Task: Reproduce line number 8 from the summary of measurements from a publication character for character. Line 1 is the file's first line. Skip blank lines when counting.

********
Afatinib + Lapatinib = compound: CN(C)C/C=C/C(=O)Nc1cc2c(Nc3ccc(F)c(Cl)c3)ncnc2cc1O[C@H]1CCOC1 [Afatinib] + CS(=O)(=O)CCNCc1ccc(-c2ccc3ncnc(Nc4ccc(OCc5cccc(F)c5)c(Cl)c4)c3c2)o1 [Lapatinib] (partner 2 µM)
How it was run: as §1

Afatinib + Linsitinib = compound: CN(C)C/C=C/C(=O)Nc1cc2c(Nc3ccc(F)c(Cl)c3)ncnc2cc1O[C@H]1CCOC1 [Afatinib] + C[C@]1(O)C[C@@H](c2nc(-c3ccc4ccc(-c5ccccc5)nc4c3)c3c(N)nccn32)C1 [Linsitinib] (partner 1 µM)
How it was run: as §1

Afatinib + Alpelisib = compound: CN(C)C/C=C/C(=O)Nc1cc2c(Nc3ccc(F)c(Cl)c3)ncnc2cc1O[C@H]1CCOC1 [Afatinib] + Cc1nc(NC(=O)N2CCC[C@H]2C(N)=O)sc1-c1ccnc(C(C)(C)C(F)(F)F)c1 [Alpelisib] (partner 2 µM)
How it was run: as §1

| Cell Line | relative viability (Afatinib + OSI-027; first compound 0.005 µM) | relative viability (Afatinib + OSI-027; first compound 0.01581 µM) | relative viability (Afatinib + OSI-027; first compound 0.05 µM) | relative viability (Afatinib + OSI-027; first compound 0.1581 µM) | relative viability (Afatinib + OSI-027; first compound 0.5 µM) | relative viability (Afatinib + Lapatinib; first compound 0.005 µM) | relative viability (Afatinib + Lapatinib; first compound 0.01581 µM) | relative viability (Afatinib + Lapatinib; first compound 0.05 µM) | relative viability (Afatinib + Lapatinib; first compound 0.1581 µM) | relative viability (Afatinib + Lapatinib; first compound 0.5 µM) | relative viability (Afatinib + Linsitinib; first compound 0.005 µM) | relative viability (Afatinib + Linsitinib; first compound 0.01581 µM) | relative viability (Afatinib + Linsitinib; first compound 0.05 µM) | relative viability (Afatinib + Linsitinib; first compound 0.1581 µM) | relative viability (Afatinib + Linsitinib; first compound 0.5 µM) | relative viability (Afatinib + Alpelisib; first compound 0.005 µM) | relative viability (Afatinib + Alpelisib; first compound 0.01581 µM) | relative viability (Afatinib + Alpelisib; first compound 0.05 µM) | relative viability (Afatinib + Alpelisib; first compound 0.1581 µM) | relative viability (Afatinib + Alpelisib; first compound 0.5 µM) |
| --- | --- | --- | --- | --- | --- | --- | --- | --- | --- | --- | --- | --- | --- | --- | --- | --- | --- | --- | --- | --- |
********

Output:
| --- | --- | --- | --- | --- | --- | --- | --- | --- | --- | --- | --- | --- | --- | --- | --- | --- | --- | --- | --- | --- |